Very few people in the business community would debate the value of marketing or branding organizations. Unknowingly, people compare or rank organizations such as Coke and Pepsi or Nike and Reebok against one another.
Regardless of your personal experiences with these large brands, you likely have an image of their products, their customer experience and, to a certain extent, the organizational culture. Each of these corporations has done an amazing job crafting its own identity.
Our community needs to take the same approach in crafting our local image and brand. Our local attributes are exceptional and they make our community outstanding, but we need to increase the awareness of these attributes.
As someone who is not a lifelong resident of the region, I had very little sense what it meant to live here before I arrived. I had no sense of the communities’ history, nor did I realize the strong qualities of our community. It was almost like the region was void of a specific identity.
It’s not until you live here that you realize that throughout Waterloo, our innovative and entrepreneurial attributes entwine with the post-secondary institutions in the community. In fact, higher-education is an essential component of our community, where moves, shifts, and new initiatives by the universities and college create ripples within the community.
Local post-secondary numbers are staggering. This September, more than 15,000 first-year students began college or university at Conestoga College, Wilfrid Laurier, and the University of Waterloo. That brings the local student population to more than 45,000. Many of these students are new to the region, province and even the country.
But what’s their impression of Waterloo before they arrive? Do people outside the region have a sense of what it will be like to call Waterloo home? Do their community experiences meet their expectations? Or is their main impression of the community that they are only 100 kilometres west of Toronto?
Each year, the thousands of new students coming into the community and the thousands of graduates leaving post-secondary institutes hold the key to crafting a local identity. Their expectations and experiences will identify what led them to choose to attend school here and live in the community. We might even find out what makes them leave the region after graduation.
In addition to a renowned education sector, we have a world-class technology sector, a vibrant manufacturing community, a large insurance sector, and a hardworking blue-collar community. It’s this diversity of our local community and economy that has allowed for immense success when compared to other municipalities.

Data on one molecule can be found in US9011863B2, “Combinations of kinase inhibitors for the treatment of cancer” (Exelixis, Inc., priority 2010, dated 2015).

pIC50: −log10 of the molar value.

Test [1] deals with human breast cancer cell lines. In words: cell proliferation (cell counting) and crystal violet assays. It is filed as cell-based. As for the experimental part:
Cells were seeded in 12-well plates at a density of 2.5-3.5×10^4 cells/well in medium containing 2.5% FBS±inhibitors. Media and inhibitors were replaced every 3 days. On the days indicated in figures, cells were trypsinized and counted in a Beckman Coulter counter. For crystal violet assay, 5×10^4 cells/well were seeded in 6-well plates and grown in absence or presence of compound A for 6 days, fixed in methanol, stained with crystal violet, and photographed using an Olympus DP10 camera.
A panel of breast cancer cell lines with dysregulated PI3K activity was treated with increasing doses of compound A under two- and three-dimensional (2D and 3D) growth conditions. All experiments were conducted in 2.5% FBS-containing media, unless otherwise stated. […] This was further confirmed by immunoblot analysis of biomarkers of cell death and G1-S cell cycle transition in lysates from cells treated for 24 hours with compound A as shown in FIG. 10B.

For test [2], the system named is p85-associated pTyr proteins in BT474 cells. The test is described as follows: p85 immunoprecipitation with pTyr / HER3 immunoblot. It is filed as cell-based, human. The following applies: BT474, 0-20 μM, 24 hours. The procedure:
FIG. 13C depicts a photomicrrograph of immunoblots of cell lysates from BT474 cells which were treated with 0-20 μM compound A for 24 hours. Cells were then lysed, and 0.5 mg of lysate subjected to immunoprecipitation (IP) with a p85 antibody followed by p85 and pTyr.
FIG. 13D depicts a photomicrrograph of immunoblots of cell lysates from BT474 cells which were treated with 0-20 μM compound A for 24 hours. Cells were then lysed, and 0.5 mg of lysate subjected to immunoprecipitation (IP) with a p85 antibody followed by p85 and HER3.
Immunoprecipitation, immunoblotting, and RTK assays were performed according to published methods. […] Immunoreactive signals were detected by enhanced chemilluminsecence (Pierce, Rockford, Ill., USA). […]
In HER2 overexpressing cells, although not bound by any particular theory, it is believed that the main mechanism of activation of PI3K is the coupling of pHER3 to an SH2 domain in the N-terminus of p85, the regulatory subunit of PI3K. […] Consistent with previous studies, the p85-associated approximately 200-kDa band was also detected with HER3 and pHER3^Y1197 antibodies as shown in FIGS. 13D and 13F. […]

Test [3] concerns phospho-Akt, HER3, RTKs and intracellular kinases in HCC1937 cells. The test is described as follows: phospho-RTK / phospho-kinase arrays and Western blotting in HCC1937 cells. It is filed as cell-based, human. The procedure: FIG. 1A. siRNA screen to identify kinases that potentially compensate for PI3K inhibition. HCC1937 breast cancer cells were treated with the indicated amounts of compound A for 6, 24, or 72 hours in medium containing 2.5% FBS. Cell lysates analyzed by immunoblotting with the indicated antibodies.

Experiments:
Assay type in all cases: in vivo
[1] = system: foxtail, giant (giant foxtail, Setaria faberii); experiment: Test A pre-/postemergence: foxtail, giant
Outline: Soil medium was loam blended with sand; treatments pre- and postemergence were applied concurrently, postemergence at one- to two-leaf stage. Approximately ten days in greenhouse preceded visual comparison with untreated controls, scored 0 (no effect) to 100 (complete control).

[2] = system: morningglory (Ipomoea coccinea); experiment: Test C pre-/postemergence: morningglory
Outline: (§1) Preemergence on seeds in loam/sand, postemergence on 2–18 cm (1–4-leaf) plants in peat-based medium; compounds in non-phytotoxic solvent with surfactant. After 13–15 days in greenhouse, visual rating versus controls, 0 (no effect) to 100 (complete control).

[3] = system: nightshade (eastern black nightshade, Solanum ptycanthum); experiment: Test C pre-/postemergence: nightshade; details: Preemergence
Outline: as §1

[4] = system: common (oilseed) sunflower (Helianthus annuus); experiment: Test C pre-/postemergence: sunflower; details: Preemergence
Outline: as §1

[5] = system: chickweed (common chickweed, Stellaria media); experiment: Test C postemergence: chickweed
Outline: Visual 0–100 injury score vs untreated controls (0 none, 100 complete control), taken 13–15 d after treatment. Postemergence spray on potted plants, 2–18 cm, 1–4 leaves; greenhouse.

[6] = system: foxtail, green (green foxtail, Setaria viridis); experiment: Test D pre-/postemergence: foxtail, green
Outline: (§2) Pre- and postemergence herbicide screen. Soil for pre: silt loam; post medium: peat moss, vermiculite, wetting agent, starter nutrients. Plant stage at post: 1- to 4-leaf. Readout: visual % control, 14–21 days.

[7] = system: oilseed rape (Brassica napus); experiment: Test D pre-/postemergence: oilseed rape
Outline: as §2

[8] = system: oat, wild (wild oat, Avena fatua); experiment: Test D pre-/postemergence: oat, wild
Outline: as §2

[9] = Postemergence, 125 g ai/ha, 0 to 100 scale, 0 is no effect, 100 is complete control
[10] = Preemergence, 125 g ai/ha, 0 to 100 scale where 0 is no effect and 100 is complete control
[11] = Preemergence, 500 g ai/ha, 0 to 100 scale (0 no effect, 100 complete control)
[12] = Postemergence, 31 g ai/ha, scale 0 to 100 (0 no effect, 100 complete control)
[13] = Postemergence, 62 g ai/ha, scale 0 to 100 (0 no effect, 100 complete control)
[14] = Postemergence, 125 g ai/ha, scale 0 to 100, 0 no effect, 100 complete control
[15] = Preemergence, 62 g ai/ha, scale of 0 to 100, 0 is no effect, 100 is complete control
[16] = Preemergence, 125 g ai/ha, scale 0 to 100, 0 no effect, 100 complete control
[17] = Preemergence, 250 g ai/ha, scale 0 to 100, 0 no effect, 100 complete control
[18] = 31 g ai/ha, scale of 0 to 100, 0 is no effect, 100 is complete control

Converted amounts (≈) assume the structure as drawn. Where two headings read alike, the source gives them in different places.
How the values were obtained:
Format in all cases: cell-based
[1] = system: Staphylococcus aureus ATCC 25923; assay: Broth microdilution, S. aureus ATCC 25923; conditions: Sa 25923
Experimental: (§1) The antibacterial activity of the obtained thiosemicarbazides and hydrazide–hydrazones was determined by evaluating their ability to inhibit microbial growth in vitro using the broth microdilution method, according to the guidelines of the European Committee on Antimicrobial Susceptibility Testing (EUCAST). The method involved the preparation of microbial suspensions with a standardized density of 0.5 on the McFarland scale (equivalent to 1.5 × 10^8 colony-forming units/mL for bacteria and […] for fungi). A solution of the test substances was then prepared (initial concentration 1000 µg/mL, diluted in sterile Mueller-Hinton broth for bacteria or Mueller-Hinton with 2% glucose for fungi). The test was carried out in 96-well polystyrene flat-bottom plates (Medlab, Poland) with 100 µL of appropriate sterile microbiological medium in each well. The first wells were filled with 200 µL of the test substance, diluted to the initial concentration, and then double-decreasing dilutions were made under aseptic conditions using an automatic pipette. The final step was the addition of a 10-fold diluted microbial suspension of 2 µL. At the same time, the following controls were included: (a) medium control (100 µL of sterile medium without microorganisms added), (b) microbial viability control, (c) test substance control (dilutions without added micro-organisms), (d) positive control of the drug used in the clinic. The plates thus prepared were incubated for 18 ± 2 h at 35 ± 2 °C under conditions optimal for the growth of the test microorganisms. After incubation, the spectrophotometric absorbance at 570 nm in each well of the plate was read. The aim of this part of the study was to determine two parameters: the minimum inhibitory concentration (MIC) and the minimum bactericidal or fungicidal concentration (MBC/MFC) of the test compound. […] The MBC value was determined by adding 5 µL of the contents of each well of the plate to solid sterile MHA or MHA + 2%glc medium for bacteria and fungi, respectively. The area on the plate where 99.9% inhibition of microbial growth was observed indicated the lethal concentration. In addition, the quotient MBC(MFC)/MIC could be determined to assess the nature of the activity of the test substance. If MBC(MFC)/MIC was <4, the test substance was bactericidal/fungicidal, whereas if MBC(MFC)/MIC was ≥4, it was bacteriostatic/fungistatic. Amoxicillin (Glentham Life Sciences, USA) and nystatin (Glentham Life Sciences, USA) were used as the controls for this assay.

Our community has a rich history of barn-raising — literally and figuratively — and a spirit of collaboration. Once you live here you learn these community characteristics, but we need to tell our story to others outside the region.
We compete for individuals and business with the likes of Toronto, Kingston, Hamilton, London, Montreal, Vancouver and Calgary within Canada — all municipalities with strong identities. Although those communities might have strong identities, I feel our community attributes outweigh anything those municipalities have to offer.
In mid-November, the City of Waterloo was awarded an IBM Smart City Challenge grant. This grant will help reposition our community with a specific focus on changing the conversation surrounding the Northdale neighbourhood — a neighbourhood that is home to thousands of students. This initiative is exactly what is needed to increase the awareness of the community.
The IBM team will arrive in 2013 to analyze data, solicit input and review the Northdale vision and plan. In changing these conversations, we can rally behind this image to attract business, residents and even students.
Waterloo is more than just one neighbourhood, but by leveraging this IBM grant, we can build a community image that engages residents and attracts community investments.
I, for one, am excited to see IBM work with the City of Waterloo to bring this action plan to life and have our community attributes become more identifiable to a larger audience.
Waterloo has every ingredient to become a world-renowned community — we just need to start telling our story.
This post was part of my Waterloo Region Record Community Editorial submissions. I wanted to explore the image of Waterloo and what it means to live within the community. There are so many amazing things going on within the community, but many are not aware of these attributes from outside the region. By using University of Waterloo and Wilfrid Laurier University students as a resources, we can identify their community experiences and expectations – all essential to creating an image for our community.